Wittgenstein, Translation, and Semiotics

Dinda L. Gorlée
University of Bergen, Norwa and Indiana University, Bloomington, Indiana, USA

Wittgenstein discusses interlingual and intersemiotic translation, both in its own right and, more often, as an object of comparison. In his Tractatus Logico-Philosophicus (1922), he puts forth a pictorial view which can be construed in Saussurian terms. This rule-governed notion of translation is, in Wittgenstein's later work, dynamized and based upon the use of signs. Translation is one of the language-games in Philosophical Investigations (1953). Wittgenstein's language-game of translation approaches Peirce's semiosis. Language-games are thirds which, in their nonverbal aspects, also partake of secondness and firstness. The language-game of translation occurs, at least theoretically, in three stages corresponding to the three logical interpretants.

Table of contents

One hundred years ago, on 26 April 1889, Ludwig Wittgenstein was born in Vienna, Austria. To commemorate this event, I will in this article look at Wittgenstein's views on translation. Wittgenstein's remarks on this phenomenon, though numerically rather modest, are, as I intend to argue, significant in that they reflect the various stages of his thought. Wittgenstein used them to illustrate and clarify key notions in his language-philosophical thought, such as rule, use, and language-game. The language-game issue will be the pièce de résistance of this discussion. Subsequently, I will venture a 'translation' of Wittgenstein's concepts into the framework of a Peircian semiotics. While there is little likelihood that Wittgenstein and Peirce knew each other's publications, their works reveal remarkably similar views of language. This conceptual connection will add a new dimension to the study of translation. At the same time, it will, it is hoped, broaden and enhance both the Wittgensteinian and the semiotic perspectives.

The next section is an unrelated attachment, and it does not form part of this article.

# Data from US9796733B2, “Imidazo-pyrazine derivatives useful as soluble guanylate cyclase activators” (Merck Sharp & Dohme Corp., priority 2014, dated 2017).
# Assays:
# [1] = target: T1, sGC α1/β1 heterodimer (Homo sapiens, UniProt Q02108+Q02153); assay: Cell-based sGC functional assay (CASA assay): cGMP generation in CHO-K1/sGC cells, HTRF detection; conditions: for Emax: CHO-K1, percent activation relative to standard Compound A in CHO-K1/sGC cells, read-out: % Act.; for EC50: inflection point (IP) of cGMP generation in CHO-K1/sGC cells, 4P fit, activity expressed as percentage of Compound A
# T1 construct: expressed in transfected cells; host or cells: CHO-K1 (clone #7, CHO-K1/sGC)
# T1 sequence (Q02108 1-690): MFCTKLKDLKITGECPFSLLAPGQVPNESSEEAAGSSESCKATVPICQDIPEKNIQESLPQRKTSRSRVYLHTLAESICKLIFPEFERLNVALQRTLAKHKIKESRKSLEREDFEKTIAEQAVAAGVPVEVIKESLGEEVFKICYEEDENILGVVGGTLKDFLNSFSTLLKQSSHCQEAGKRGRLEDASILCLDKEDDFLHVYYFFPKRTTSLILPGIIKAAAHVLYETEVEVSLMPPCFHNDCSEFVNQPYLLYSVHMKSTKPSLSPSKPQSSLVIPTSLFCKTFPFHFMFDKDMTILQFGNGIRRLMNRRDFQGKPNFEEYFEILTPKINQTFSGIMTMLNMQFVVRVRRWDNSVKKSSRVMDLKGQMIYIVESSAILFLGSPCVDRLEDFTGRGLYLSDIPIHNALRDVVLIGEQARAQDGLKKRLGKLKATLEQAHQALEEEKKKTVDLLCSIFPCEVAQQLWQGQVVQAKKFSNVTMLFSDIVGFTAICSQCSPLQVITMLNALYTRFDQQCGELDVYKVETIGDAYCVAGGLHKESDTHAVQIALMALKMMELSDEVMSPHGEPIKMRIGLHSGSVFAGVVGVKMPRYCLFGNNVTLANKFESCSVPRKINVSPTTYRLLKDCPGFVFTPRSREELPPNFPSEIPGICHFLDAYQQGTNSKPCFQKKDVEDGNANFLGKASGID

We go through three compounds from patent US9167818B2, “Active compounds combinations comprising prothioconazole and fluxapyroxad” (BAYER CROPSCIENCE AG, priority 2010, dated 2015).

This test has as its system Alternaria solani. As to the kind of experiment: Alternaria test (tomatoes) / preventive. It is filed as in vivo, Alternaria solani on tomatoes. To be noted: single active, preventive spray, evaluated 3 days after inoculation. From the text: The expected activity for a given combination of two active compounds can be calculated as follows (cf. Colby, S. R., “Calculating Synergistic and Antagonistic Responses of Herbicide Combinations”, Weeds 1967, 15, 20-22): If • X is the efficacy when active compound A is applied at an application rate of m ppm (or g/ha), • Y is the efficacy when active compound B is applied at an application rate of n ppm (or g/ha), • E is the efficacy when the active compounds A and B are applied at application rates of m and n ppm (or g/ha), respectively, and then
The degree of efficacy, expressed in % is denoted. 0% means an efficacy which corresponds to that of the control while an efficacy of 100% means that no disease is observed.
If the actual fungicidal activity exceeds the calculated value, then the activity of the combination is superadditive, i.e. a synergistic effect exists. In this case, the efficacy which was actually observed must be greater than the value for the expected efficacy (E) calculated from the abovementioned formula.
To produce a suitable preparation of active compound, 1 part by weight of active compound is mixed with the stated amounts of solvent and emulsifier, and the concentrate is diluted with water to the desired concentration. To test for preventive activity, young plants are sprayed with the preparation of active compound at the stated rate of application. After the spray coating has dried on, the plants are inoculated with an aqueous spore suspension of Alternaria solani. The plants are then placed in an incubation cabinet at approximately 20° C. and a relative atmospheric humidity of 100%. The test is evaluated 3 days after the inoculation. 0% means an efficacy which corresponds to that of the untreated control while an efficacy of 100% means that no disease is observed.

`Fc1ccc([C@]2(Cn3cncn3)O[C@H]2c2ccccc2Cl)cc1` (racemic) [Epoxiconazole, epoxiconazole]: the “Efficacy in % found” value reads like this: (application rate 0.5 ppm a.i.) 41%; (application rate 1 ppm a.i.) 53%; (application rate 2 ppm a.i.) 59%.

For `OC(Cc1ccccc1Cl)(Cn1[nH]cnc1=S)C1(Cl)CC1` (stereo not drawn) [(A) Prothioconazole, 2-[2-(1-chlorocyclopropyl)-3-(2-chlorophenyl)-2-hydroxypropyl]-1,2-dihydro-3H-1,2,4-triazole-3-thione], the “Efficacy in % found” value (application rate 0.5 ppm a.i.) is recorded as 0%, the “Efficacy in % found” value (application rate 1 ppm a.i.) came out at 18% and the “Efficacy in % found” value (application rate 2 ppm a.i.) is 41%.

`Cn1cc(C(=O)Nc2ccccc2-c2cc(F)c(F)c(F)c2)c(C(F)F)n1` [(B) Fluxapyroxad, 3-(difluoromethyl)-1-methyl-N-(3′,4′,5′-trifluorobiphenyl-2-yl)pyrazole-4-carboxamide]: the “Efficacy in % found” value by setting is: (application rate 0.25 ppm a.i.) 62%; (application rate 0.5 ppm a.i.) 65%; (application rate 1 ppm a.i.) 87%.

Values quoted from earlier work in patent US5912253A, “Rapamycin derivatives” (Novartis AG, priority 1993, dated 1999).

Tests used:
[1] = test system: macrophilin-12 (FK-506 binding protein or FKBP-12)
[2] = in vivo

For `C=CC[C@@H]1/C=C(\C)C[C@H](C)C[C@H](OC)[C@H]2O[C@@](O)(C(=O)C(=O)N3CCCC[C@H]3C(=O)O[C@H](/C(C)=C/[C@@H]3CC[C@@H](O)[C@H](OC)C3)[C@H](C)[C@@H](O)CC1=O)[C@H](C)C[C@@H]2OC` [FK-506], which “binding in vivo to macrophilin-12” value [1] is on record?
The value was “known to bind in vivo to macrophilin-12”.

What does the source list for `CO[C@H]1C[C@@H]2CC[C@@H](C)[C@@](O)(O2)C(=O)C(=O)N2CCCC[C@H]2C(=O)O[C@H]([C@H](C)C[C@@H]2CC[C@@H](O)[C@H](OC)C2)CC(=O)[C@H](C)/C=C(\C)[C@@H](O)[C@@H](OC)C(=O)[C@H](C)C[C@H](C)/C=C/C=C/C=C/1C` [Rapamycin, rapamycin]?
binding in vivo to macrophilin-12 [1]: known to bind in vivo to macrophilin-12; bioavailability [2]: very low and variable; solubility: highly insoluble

Full-text access is restricted to subscribers. Log in to obtain additional credentials. For subscription information see Subscription & Price. Direct PDF access to this article can be purchased through our e-platform.


Aguirre, Manuel
1981 “A Matter of Choice”. Restant 9(4): 191–206.Google Scholar
Chatterjee, Ranjit
1986 “Wittgenstein”. Sebeok 1986 : 1162–1164.Google Scholar
Deledalle, Gérard
1988 “Epistémologie, logique et semiotique”. Cruzeiro Semiotico 8: 13–21.Google Scholar
Eco, Umberto
1979A Theory of Semiotics. Bloomington, Ind.: Indiana University Press.Google Scholar
1984Semiotics and the Philosophy of Language. London and Basingstoke: MacMillan. DOI logoGoogle Scholar
1984a “The Frames of Comic ‘Freedom’”. Umberto Eco, V.V. Ivanov and Monica Rector, Carnival! (= Approaches to Semiotics, 64). Berlin: Mouton de Gruyter. 1–9.   DOI logoGoogle Scholar
1986 “Dictionary vs. Encyclopedia”. Sebeok 1986 : 201–206. DOI logoGoogle Scholar
Finch, Henry Leroy
1971Wittgenstein—The Early Philosophy: An Exposition of the “Tractatus”. New York: Humanities Press.Google Scholar
[ p. 93 ]
1977Wittgenstein—The Later Philosophy: An Exposition of the "Philosophical Investigations“. New York: Humanities Press.Google Scholar
Fogelin, Robert J.
1976Wittgenstein (= The Arguments of the Philosophers). London and Boston: Routledge and Kegan Paul.   DOI logoGoogle Scholar
Gorlée, Dinda L.
1986 “Translation Theory and the Semiotics of Games and Decisions”. Lars Wollin and Hans Lindquist, eds. Translation Studies in Scandinavia (Proceedings from the Scandinavian Symposium on Translation Theory (SSOTT) II, Lund 14–15 June, 1985) (= Lund Studies in English, 75). Lund: Gleerup. 96–104.Google Scholar
1989Wittgenstein et Peirce: Le jeu de langage”. Semiotica 73, 3/4: 219–231.Google Scholar
Greenlee, Douglas
1973Peirce’s Concept of Sign (= Approaches to Semiotics, Paperback Series, 5). The Hague and Paris: Mouton. DOI logoGoogle Scholar
Hardwick, Charles S.